To the ancient Greeks the moon was an object of reverent admiration, but even today Earth's nearest neighbors pulls on the heartstrings of skywatchers.
On Sept. 18, moon lovers around the world will unite in the first International Observe the Moon Night. The skywatching event is part lunar lovefest and part outreach to spur public interest in the moon and amateur astronomy.
But modern skywatchers are no pioneers when it comes to honoring and gazing at the moon.
In 1609, when Galileo first focused it in his crude telescope, he expressed his admiration and wonder by writing:
"A most beautiful and rapturous sight to behold It does not possess a smoothe and polished surface but is rough and uneven and, similar to the earth itself, is everywhere full of vast protuberances, deep chasms, and sinuosities."
And much earlier in 550 B.C., the moon factored into the construction of one of the seven wonders of the ancient world in the city of Epheseus in what is now Turkey. It was the Temple of Artemis, built to honor a deity associated with the Greek moon goddess Selene.
In fact, modern study of lunar topography is known to this day as selenography.
Our ever-changing moon
One of the most complex of all astronomical problems is calculating the motion of the moon. But this need not concern any of us who enjoy watching the ever-recurring lunar phases, or the varied aspects of the moon with relation to the horizon, the planets and the stars during each month. [More: How Moon Phases Work ]
About 29.5 days elapse from one new moon to the next, and on all but a few nights in this time the moon can be seen in some part of the sky.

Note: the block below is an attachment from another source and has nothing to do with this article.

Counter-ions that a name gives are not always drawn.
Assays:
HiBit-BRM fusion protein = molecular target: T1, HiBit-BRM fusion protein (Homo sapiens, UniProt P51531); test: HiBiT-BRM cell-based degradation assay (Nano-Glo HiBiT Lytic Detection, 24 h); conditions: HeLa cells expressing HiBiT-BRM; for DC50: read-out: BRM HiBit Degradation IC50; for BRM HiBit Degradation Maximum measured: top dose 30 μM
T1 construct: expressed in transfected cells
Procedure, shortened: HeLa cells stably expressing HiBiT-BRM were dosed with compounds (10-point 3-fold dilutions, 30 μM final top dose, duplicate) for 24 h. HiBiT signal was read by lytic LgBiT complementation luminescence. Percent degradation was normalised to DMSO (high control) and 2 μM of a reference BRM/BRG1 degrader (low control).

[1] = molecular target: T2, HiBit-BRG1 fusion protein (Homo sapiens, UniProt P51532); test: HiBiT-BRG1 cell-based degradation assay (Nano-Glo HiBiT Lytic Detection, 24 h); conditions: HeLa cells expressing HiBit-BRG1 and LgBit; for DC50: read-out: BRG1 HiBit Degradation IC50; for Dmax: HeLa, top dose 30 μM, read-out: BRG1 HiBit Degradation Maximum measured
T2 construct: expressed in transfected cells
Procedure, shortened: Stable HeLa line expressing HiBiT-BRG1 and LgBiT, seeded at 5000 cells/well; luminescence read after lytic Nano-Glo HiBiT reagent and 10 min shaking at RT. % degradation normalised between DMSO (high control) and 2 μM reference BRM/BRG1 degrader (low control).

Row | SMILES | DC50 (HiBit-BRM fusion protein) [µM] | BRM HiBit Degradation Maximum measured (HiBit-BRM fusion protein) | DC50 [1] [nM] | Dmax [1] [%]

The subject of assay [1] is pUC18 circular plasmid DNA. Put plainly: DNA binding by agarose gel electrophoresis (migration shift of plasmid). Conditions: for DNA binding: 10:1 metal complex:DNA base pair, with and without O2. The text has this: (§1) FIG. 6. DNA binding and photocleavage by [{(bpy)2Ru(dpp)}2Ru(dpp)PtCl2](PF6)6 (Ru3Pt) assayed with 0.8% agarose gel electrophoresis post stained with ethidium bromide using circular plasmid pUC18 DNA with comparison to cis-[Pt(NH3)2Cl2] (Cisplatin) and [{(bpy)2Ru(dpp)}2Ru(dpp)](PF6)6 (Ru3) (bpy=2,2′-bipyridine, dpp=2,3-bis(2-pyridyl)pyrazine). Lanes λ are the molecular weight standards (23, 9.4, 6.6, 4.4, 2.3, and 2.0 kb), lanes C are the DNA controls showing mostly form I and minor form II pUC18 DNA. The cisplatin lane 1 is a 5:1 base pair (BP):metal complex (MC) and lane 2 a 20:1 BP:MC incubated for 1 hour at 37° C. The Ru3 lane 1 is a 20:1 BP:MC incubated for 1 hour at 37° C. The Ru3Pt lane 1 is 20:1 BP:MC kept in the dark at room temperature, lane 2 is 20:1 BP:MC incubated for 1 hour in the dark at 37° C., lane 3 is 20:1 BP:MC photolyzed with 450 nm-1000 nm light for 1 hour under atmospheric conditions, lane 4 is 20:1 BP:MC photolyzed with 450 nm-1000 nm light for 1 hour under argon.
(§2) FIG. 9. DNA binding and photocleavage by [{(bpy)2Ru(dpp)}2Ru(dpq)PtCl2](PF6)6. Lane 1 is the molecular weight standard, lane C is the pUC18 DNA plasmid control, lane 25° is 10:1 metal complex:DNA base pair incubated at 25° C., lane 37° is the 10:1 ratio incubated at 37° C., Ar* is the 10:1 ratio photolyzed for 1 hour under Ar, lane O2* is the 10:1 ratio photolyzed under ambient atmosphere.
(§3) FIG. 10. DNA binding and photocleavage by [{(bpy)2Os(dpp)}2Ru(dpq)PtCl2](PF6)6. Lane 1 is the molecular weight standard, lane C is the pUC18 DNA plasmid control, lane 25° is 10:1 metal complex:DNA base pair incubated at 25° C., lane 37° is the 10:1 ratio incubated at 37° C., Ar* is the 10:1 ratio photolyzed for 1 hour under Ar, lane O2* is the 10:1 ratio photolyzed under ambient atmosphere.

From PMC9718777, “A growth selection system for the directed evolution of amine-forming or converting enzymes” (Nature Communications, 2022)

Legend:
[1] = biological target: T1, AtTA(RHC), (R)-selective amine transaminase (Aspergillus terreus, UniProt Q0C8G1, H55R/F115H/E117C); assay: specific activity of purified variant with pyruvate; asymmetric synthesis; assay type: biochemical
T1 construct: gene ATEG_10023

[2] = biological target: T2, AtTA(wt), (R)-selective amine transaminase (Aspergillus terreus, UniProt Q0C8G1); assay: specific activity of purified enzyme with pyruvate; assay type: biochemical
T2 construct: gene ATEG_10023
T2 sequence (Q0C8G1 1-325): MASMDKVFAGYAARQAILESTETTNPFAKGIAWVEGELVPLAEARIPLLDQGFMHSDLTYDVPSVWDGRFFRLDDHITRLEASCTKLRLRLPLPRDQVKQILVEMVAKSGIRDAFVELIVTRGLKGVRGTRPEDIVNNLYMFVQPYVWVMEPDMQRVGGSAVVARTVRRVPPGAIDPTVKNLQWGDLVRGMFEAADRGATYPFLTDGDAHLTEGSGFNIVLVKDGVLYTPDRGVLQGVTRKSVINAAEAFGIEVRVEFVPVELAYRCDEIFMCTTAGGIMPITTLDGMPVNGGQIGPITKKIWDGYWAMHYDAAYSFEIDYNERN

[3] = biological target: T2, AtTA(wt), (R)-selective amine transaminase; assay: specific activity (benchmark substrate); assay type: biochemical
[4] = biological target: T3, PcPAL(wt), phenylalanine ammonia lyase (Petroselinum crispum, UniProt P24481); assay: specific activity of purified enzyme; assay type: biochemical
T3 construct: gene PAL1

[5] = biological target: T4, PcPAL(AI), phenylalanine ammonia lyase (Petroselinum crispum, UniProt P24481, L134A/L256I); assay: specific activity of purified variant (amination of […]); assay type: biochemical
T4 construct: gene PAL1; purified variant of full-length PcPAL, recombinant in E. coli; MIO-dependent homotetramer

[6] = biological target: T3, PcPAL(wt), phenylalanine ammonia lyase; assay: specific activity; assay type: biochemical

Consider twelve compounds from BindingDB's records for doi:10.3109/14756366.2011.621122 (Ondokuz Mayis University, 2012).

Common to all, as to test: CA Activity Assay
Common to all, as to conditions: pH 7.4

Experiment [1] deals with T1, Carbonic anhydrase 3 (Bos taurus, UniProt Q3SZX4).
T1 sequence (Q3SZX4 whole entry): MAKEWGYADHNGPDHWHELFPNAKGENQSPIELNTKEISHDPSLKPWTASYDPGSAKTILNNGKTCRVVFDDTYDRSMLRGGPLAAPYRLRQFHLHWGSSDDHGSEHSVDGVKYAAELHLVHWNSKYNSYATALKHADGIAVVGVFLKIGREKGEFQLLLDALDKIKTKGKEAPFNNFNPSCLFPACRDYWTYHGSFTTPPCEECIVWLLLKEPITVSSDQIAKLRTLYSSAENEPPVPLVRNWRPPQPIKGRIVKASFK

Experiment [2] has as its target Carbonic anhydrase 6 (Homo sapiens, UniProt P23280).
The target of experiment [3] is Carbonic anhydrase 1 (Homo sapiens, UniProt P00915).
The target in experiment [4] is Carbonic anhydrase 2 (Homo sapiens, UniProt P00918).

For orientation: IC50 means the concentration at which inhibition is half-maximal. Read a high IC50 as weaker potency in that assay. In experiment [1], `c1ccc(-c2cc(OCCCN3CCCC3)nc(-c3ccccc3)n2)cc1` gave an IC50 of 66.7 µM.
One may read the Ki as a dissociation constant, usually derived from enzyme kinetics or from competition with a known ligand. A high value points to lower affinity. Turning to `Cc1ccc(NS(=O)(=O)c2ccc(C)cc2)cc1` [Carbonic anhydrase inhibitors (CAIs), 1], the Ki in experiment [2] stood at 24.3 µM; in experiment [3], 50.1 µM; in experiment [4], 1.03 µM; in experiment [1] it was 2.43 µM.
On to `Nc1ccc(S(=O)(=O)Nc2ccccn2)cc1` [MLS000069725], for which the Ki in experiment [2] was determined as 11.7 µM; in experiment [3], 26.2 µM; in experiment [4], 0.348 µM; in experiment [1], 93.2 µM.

First, it adds delicate beauty to the western twilight as a thin arc of light enclosing a ghostly ball. This was the signal by which the ancients set their calendars.
For nearly a week after the new moon, sunlight reflected from the Earth illuminates the night side of the moon, making its entire disk glow faintly with a blue-gray hue and fitting the old saying, the old moon in the new moon's arms."
Here is one of nature's beautiful sights, easily seen by everyone but better appreciated by amateur astronomers, who know the stage setting that makes it possible.
Organizers for International Observe the Moon Night are hoping to use the moon's draw to introduce skywatchers to amateur astronomy. Details on how to host or attend a moon-watching event are available at the group's website: http://observethemoonnight.org/
Sighting half a moon
Every month the moon performs a cycle in which it grows in phase each night, increasing in brightness until it is fully illuminated in a neat half-lit disk. At the moment of first quarter phase, the lunar terminator appears straight to our view, or nearly so depending on the observer-Earth-moon geometry.
The terminator divides day and night on the moon, and the long shadows of lunar mountains and crater rims make fascinating watching in a small telescope as the sun rises over the quarter moon. Sometimes within a few minutes one can see sunlight suddenly illuminate the summit of a lunar mountain. The shadow of a peak near the terminator can shorten noticeably from hour to hour.